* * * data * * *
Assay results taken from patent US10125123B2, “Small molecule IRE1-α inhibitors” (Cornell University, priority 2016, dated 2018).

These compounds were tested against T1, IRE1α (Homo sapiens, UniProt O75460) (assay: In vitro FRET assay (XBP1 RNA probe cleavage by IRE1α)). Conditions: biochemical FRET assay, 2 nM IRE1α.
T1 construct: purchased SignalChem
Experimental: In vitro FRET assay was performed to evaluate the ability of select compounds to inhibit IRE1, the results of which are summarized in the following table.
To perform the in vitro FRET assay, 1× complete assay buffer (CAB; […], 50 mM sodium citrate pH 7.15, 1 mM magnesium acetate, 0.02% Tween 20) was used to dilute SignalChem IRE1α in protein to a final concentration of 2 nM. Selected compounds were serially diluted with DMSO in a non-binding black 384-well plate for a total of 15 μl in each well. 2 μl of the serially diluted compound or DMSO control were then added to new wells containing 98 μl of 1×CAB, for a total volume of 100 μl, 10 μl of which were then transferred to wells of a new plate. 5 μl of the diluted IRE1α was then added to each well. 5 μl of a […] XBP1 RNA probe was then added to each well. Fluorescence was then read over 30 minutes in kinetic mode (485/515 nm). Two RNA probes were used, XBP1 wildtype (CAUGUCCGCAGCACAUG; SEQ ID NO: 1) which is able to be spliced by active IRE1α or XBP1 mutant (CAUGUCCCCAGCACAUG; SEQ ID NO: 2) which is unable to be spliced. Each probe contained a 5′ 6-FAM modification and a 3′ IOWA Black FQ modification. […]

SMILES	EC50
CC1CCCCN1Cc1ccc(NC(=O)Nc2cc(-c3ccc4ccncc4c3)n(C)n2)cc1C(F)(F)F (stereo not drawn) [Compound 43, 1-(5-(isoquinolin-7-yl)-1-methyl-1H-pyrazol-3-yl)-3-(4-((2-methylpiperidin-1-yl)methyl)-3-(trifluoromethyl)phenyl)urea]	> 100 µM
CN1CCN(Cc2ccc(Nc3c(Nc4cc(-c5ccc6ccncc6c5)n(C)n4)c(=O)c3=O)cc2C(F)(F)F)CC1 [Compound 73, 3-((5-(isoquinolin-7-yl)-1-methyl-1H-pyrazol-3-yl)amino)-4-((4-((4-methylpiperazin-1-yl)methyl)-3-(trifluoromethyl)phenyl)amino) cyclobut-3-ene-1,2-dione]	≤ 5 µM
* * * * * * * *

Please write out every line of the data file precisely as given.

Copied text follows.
Assay results taken from patent US10125123B2, “Small molecule IRE1-α inhibitors” (Cornell University, priority 2016, dated 2018).

These compounds were tested against T1, IRE1α (Homo sapiens, UniProt O75460) (assay: In vitro FRET assay (XBP1 RNA probe cleavage by IRE1α)). Conditions: biochemical FRET assay, 2 nM IRE1α.
T1 construct: purchased SignalChem
Experimental: In vitro FRET assay was performed to evaluate the ability of select compounds to inhibit IRE1, the results of which are summarized in the following table.
To perform the in vitro FRET assay, 1× complete assay buffer (CAB; […], 50 mM sodium citrate pH 7.15, 1 mM magnesium acetate, 0.02% Tween 20) was used to dilute SignalChem IRE1α in protein to a final concentration of 2 nM. Selected compounds were serially diluted with DMSO in a non-binding black 384-well plate for a total of 15 μl in each well. 2 μl of the serially diluted compound or DMSO control were then added to new wells containing 98 μl of 1×CAB, for a total volume of 100 μl, 10 μl of which were then transferred to wells of a new plate. 5 μl of the diluted IRE1α was then added to each well. 5 μl of a […] XBP1 RNA probe was then added to each well. Fluorescence was then read over 30 minutes in kinetic mode (485/515 nm). Two RNA probes were used, XBP1 wildtype (CAUGUCCGCAGCACAUG; SEQ ID NO: 1) which is able to be spliced by active IRE1α or XBP1 mutant (CAUGUCCCCAGCACAUG; SEQ ID NO: 2) which is unable to be spliced. Each probe contained a 5′ 6-FAM modification and a 3′ IOWA Black FQ modification. […]

SMILES	EC50
CC1CCCCN1Cc1ccc(NC(=O)Nc2cc(-c3ccc4ccncc4c3)n(C)n2)cc1C(F)(F)F (stereo not drawn) [Compound 43, 1-(5-(isoquinolin-7-yl)-1-methyl-1H-pyrazol-3-yl)-3-(4-((2-methylpiperidin-1-yl)methyl)-3-(trifluoromethyl)phenyl)urea]	> 100 µM
CN1CCN(Cc2ccc(Nc3c(Nc4cc(-c5ccc6ccncc6c5)n(C)n4)c(=O)c3=O)cc2C(F)(F)F)CC1 [Compound 73, 3-((5-(isoquinolin-7-yl)-1-methyl-1H-pyrazol-3-yl)amino)-4-((4-((4-methylpiperazin-1-yl)methyl)-3-(trifluoromethyl)phenyl)amino) cyclobut-3-ene-1,2-dione]	≤ 5 µM